Off the beaten path is where Claus-Dieter Steyer feels most at home. He tells DW how he came across Berlin's best-kept secrets - and why he's now sharing them with curious tourists.
DW: Mr. Steyer, which secret location in Berlin impresses you most?
Claus-Dieter Steyer: The underground chapel in the Olympic Stadium. When you enter, everything gleams with gold. It was constructed in 2006 so that soccer players would have a placed to pray before or after a match. Actually, it's empty most of the time. But it's possible to hold a wedding there. For me, it's a very fascinating secret place.
After the publication of your book, it's hardly a secret anymore.
There are many international forums that focus on lost or hidden places. The scene has committed to not mentioning the precise whereabouts of the locations, only to say something vague like "in the north" or "near Berlin."
The objective of my book is a different one: I want to reveal the precise locations and how to get there because I want people to experience the places. That's why I've published locations in all of Berlin's districts in my excursion guide. These sites represent different eras: pre-World War II, during the war, the post-war years, the building of the Berlin Wall in 1961, and the fall of the Wall in 1989.
Can you tell us more about exactly which sites are included?
These are destinations that are not mentioned very thoroughly in the typical travel guides, but are still very exciting, like Tempelhof Airport. It was nearly finished in 1939 and was the biggest building in the world at that time.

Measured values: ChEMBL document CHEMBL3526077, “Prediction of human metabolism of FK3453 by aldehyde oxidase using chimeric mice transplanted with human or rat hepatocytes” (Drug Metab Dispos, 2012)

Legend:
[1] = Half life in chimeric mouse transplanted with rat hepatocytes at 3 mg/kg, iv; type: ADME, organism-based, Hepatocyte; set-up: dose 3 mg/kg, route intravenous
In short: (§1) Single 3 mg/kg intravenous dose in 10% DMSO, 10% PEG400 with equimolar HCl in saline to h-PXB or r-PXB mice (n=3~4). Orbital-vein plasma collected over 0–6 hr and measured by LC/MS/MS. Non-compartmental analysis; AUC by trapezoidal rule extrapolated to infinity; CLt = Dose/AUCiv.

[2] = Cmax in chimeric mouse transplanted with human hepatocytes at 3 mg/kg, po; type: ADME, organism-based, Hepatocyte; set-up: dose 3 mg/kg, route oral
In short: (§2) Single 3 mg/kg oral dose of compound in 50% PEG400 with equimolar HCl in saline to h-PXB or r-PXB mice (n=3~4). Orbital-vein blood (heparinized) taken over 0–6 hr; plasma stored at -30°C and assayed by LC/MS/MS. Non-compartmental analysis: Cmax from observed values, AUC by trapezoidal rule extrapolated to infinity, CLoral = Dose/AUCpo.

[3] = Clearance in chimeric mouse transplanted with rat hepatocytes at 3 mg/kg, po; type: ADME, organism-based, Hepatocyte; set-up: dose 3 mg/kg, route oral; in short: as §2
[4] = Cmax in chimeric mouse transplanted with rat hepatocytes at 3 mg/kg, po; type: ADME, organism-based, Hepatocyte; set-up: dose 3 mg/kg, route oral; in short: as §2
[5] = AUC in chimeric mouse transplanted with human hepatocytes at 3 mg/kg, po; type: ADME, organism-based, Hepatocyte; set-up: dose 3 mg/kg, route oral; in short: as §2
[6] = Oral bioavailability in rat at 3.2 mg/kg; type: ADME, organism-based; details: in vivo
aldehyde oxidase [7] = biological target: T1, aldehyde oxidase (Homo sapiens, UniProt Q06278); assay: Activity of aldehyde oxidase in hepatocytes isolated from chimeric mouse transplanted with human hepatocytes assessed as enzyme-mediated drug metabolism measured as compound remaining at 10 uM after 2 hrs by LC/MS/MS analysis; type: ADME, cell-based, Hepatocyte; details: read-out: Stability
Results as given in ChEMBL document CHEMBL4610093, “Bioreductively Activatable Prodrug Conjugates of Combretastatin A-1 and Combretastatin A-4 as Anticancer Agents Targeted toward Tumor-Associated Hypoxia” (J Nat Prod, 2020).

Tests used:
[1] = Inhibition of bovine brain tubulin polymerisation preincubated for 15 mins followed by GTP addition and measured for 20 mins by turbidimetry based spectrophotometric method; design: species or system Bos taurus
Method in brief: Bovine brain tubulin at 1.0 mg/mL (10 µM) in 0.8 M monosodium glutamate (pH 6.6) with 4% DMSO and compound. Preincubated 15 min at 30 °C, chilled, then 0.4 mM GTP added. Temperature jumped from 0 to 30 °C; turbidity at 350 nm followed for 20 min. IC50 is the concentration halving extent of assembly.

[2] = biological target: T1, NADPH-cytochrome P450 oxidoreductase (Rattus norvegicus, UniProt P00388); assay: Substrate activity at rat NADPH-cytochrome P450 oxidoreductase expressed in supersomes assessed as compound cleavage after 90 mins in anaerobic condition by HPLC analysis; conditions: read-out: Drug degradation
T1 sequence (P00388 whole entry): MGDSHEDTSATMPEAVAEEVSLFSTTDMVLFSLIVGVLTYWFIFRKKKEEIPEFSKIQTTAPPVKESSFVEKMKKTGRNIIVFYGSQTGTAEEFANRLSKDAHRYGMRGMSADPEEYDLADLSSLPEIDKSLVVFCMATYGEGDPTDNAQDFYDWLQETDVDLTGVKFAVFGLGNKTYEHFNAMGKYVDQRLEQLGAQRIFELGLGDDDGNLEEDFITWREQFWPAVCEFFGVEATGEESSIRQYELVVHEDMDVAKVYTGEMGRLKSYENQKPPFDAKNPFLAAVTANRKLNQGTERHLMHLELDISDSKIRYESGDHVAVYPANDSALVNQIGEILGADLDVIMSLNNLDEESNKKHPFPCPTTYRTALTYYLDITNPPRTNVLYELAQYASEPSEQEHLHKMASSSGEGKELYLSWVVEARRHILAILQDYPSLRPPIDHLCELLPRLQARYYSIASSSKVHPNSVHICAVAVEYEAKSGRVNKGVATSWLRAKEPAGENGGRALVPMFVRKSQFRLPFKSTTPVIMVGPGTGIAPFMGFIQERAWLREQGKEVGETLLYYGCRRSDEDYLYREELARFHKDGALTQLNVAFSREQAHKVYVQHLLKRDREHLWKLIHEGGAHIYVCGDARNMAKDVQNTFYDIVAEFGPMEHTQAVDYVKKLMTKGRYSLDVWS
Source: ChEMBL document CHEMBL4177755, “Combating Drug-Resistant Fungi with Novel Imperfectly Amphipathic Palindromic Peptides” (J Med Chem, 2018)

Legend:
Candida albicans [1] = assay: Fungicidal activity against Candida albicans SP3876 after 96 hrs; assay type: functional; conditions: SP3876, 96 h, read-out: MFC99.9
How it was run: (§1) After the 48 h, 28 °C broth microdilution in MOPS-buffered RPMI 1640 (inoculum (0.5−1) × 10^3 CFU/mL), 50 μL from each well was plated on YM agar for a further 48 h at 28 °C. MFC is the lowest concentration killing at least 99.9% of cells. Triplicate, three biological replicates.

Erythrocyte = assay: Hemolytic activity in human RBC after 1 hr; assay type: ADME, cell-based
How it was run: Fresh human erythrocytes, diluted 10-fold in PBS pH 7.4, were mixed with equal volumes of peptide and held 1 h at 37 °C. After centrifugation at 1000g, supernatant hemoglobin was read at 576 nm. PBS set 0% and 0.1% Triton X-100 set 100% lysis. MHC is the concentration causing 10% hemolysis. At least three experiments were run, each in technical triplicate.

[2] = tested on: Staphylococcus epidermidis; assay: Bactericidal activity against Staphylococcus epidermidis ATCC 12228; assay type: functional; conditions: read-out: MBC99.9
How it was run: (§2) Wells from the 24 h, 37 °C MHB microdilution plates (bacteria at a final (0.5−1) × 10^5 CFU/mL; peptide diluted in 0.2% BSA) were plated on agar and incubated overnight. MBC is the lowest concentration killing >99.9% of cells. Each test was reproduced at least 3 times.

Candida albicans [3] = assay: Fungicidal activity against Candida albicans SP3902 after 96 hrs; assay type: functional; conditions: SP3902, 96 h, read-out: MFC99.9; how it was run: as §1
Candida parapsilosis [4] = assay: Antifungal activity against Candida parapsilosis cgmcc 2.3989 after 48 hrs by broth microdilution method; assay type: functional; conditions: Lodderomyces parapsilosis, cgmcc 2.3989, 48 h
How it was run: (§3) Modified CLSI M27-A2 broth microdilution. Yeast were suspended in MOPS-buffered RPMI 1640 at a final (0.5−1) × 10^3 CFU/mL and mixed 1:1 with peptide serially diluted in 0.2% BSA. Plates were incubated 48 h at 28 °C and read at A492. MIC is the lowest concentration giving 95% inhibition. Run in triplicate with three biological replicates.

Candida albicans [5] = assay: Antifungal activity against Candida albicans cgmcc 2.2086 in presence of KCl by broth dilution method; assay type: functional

Just like many other buildings in Berlin, it contains a kind of underworld with more than 100 air raid shelters, some of which can be visited. Among them is the film bunker, in which millions of Nazi film recordings were stored. The Red Army bombed the bunker's main door on May 2, 1945 and the nitrate film material burned like tinder. Everything was destroyed. The walls are still covered with soot.
Practically unknown is the architectural experiment that Hitler and [Nazi architect Albert] Speer carried out in Schöneberg in the middle of Berlin, just a short walk from the Südkreuz train station. It was a colossus, stretching 12 meters (39 feet) above the earth and 18 meters beneath it. Visitors can even go inside. It was built by French prisoners of war.
How did you find out about this place and its history?
By sheer coincidence. I once visited an exhibition about how the Nazis planned to reconstruct Berlin, which was to become the world capital: Germania. There I learned that Hitler and Speer had carried out some experiments to find out how soft the ground was beneath the city and whether it was stable enough to support the monumental structures they had planned.
The Schöneberg colossus was part of the discussion. It was referred to as a "heavy load body," which I found fascinating. They wanted to use it to test whether they could build a giant triumphal arch - three times as large as the one in Paris, and the names of all German soldiers killed during World War I inscribed on it. Within the next two years, the structure sank only 19 centimeters deeper into the earth, so it would have actually been possible to build the arch - but that never happened. Later, people tried to remove the colossus, but it didn't work. Now we can say, thank God it didn't.